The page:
While even as an 11-year old I learned rather quickly I’d never be the next Jimi Hendrix, Eric Clapton or Robert Townsend, I dreamed of mastering the electric guitar. Since I didn’t own one (or any instrument for that matter) I’d resort to visualizing banging out riffs with my composition notebook or nearly anything I could hold in my left hand as my Gibson limited edition guitar.
Literally, I wanted to play guitar because of this song.
Mind you, my guitar hero dreams went awry before actually touching the real thing let alone learning how to play one, but the loops to open this song are as memorable to me today as anything else musically from the 80s.
Da-Dum… Da Da Dum … Da Da Da Da Da Dum Dum. Just a killer flow, man.
“Everybody Wants You” wasn’t Squier’s biggest commercial hit. That distinction belongs to “The Stroke” off his “Don’t Say No” album one year earlier in 1981. While I give mad props to “The Stroke” for having a catchy ass rhythm and course that helped make Squier a household name, it never quite make the cut as my favorite song of his.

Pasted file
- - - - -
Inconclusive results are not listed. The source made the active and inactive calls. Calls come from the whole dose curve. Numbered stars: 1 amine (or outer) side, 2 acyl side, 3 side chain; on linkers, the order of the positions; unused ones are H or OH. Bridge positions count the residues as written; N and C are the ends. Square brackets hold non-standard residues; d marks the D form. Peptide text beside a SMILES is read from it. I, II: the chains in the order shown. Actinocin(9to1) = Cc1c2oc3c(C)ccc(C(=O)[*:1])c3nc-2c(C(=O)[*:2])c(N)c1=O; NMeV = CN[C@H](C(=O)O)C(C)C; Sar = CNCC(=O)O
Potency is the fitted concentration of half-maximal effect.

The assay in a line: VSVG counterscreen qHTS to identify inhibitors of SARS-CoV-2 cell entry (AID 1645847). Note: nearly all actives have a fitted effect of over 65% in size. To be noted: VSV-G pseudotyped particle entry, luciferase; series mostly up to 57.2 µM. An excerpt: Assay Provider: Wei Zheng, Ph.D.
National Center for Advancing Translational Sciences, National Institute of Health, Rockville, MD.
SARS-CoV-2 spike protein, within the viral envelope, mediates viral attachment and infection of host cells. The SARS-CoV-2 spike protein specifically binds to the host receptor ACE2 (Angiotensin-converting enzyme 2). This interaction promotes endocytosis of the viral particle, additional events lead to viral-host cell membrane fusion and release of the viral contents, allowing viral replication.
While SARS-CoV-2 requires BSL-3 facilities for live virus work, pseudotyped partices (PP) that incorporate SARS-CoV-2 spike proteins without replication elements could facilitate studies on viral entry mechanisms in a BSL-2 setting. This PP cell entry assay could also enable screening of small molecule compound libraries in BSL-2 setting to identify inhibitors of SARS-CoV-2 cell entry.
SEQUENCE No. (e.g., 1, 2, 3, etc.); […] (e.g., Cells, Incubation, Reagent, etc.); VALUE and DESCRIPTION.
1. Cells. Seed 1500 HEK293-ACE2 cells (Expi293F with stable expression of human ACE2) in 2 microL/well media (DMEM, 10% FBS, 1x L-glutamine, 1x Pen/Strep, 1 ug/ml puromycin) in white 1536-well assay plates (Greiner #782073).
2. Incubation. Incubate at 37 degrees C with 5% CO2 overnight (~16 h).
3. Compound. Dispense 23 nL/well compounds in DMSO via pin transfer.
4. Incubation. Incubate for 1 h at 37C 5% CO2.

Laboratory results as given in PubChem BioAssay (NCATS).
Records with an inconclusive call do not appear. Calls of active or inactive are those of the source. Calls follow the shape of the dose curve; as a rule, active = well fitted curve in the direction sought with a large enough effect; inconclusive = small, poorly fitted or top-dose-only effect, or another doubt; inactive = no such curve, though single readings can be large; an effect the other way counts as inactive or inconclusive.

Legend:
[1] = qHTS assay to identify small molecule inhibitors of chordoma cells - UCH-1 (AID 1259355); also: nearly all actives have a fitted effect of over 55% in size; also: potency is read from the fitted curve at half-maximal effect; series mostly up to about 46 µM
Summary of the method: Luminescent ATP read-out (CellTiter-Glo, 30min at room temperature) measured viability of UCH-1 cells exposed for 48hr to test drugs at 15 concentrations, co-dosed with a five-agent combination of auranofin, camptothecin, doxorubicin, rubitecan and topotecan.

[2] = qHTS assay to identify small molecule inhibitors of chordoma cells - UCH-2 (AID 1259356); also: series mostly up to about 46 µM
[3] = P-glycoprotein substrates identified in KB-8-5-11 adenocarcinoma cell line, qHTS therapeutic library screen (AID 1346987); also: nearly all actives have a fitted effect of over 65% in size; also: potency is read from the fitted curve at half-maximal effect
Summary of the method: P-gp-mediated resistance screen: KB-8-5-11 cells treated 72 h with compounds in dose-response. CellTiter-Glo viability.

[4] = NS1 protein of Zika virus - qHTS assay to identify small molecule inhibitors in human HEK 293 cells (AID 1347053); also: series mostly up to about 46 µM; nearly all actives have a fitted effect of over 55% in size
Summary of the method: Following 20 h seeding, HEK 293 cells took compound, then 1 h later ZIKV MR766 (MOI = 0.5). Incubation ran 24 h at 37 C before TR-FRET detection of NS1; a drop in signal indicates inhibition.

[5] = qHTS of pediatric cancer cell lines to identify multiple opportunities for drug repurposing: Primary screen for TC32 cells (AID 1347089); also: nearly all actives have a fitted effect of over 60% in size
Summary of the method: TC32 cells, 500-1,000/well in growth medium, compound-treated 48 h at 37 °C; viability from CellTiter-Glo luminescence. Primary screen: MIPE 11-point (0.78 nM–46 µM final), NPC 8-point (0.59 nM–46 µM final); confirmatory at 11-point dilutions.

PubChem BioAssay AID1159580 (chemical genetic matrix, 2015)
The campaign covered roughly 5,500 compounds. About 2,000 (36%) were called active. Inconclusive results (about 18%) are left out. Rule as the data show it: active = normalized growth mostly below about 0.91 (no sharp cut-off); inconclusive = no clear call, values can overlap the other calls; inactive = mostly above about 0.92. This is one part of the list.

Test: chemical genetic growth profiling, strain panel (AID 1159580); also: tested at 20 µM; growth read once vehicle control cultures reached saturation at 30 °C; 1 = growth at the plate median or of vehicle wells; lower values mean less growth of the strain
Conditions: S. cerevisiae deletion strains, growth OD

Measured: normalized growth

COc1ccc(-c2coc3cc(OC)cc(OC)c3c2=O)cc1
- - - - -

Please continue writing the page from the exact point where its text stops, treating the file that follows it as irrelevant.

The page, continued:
“Everybody Wants You” has the better guitar grooves and for me anyway is 3 minutes and 47 seconds of non-stop ass kicking— and a highpoint of commercial rock in the early 80s.
Chart Success: Peaked as high as No. 32 on the Billboard Top 100 chart of 1982 after debuting on October 2nd. It spent 17 weeks on the chart but didn’t make the year-end Billboard Top 100, which is some bullshit if you ask me.
Great Lyrics: This song goes much deeper than many give credit for. For me this song is the quandary of a former rock star well past his prime, craving the attention he once had and drowning away his sorrows in “loneliness and alcohol”.
“Nights of confusion and impossible dreams
Days at the mirror, patching up around the seams
You got your glory, you paid for it all
You take your pension in loneliness and alcohol
Say goodbye to conventional ways
You can’t escape the hours, you lose track of the days”
Fun Fact: This was the first single off his “Emotions in Motions” album, which ended up triple-platinum certified.